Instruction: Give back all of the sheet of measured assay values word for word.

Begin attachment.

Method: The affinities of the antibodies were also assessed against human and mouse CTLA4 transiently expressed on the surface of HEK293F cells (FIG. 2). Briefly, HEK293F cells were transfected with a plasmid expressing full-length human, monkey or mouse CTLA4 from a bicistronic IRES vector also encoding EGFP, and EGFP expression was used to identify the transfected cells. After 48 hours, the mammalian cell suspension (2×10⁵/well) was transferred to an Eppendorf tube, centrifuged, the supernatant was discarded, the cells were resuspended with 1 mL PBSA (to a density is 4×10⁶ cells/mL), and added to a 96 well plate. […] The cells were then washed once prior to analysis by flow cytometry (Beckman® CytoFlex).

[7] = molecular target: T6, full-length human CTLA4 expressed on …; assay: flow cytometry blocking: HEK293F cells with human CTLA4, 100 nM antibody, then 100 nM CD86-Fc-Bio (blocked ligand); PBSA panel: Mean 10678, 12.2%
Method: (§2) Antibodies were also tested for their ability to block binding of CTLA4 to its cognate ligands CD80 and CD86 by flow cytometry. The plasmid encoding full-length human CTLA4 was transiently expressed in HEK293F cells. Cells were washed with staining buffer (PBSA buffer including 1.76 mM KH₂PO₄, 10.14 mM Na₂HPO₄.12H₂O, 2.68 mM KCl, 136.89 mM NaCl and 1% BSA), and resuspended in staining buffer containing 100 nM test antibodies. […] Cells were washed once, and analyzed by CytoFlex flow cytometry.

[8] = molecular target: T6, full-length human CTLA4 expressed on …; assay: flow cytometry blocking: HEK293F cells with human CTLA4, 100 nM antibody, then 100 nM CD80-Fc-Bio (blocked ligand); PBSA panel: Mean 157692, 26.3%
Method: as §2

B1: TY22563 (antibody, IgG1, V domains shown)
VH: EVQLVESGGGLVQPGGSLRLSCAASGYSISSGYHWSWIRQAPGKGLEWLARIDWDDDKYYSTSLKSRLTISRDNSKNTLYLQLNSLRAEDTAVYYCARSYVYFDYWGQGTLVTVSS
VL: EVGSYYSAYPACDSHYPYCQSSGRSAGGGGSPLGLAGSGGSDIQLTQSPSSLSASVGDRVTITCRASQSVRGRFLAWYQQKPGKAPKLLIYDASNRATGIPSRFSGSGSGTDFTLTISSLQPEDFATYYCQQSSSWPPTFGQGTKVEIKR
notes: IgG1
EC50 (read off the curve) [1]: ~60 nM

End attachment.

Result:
Method: The affinities of the antibodies were also assessed against human and mouse CTLA4 transiently expressed on the surface of HEK293F cells (FIG. 2). Briefly, HEK293F cells were transfected with a plasmid expressing full-length human, monkey or mouse CTLA4 from a bicistronic IRES vector also encoding EGFP, and EGFP expression was used to identify the transfected cells. After 48 hours, the mammalian cell suspension (2×10⁵/well) was transferred to an Eppendorf tube, centrifuged, the supernatant was discarded, the cells were resuspended with 1 mL PBSA (to a density is 4×10⁶ cells/mL), and added to a 96 well plate. […] The cells were then washed once prior to analysis by flow cytometry (Beckman® CytoFlex).

[7] = molecular target: T6, full-length human CTLA4 expressed on …; assay: flow cytometry blocking: HEK293F cells with human CTLA4, 100 nM antibody, then 100 nM CD86-Fc-Bio (blocked ligand); PBSA panel: Mean 10678, 12.2%
Method: (§2) Antibodies were also tested for their ability to block binding of CTLA4 to its cognate ligands CD80 and CD86 by flow cytometry. The plasmid encoding full-length human CTLA4 was transiently expressed in HEK293F cells. Cells were washed with staining buffer (PBSA buffer including 1.76 mM KH₂PO₄, 10.14 mM Na₂HPO₄.12H₂O, 2.68 mM KCl, 136.89 mM NaCl and 1% BSA), and resuspended in staining buffer containing 100 nM test antibodies. […] Cells were washed once, and analyzed by CytoFlex flow cytometry.

[8] = molecular target: T6, full-length human CTLA4 expressed on …; assay: flow cytometry blocking: HEK293F cells with human CTLA4, 100 nM antibody, then 100 nM CD80-Fc-Bio (blocked ligand); PBSA panel: Mean 157692, 26.3%
Method: as §2

B1: TY22563 (antibody, IgG1, V domains shown)
VH: EVQLVESGGGLVQPGGSLRLSCAASGYSISSGYHWSWIRQAPGKGLEWLARIDWDDDKYYSTSLKSRLTISRDNSKNTLYLQLNSLRAEDTAVYYCARSYVYFDYWGQGTLVTVSS
VL: EVGSYYSAYPACDSHYPYCQSSGRSAGGGGSPLGLAGSGGSDIQLTQSPSSLSASVGDRVTITCRASQSVRGRFLAWYQQKPGKAPKLLIYDASNRATGIPSRFSGSGSGTDFTLTISSLQPEDFATYYCQQSSSWPPTFGQGTKVEIKR
notes: IgG1
EC50 (read off the curve) [1]: ~60 nM